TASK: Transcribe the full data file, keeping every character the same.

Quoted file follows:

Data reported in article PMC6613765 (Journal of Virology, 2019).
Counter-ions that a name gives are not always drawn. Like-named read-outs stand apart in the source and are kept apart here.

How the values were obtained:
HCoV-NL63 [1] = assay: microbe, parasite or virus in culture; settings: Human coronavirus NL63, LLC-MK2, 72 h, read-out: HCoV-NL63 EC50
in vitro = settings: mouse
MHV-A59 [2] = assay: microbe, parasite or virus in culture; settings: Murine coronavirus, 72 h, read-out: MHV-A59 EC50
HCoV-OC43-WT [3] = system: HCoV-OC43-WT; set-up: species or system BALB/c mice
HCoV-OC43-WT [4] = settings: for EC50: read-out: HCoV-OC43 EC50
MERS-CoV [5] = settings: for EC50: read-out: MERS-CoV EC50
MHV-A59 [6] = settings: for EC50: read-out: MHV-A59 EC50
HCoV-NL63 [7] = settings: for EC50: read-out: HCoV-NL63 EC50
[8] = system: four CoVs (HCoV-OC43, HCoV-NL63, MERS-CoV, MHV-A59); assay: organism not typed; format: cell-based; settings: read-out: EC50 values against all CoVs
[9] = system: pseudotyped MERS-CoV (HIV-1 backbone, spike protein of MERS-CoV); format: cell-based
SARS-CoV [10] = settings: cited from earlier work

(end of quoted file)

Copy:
Data reported in article PMC6613765 (Journal of Virology, 2019).
Counter-ions that a name gives are not always drawn. Like-named read-outs stand apart in the source and are kept apart here.

How the values were obtained:
HCoV-NL63 [1] = assay: microbe, parasite or virus in culture; settings: Human coronavirus NL63, LLC-MK2, 72 h, read-out: HCoV-NL63 EC50
in vitro = settings: mouse
MHV-A59 [2] = assay: microbe, parasite or virus in culture; settings: Murine coronavirus, 72 h, read-out: MHV-A59 EC50
HCoV-OC43-WT [3] = system: HCoV-OC43-WT; set-up: species or system BALB/c mice
HCoV-OC43-WT [4] = settings: for EC50: read-out: HCoV-OC43 EC50
MERS-CoV [5] = settings: for EC50: read-out: MERS-CoV EC50
MHV-A59 [6] = settings: for EC50: read-out: MHV-A59 EC50
HCoV-NL63 [7] = settings: for EC50: read-out: HCoV-NL63 EC50
[8] = system: four CoVs (HCoV-OC43, HCoV-NL63, MERS-CoV, MHV-A59); assay: organism not typed; format: cell-based; settings: read-out: EC50 values against all CoVs
[9] = system: pseudotyped MERS-CoV (HIV-1 backbone, spike protein of MERS-CoV); format: cell-based
SARS-CoV [10] = settings: cited from earlier work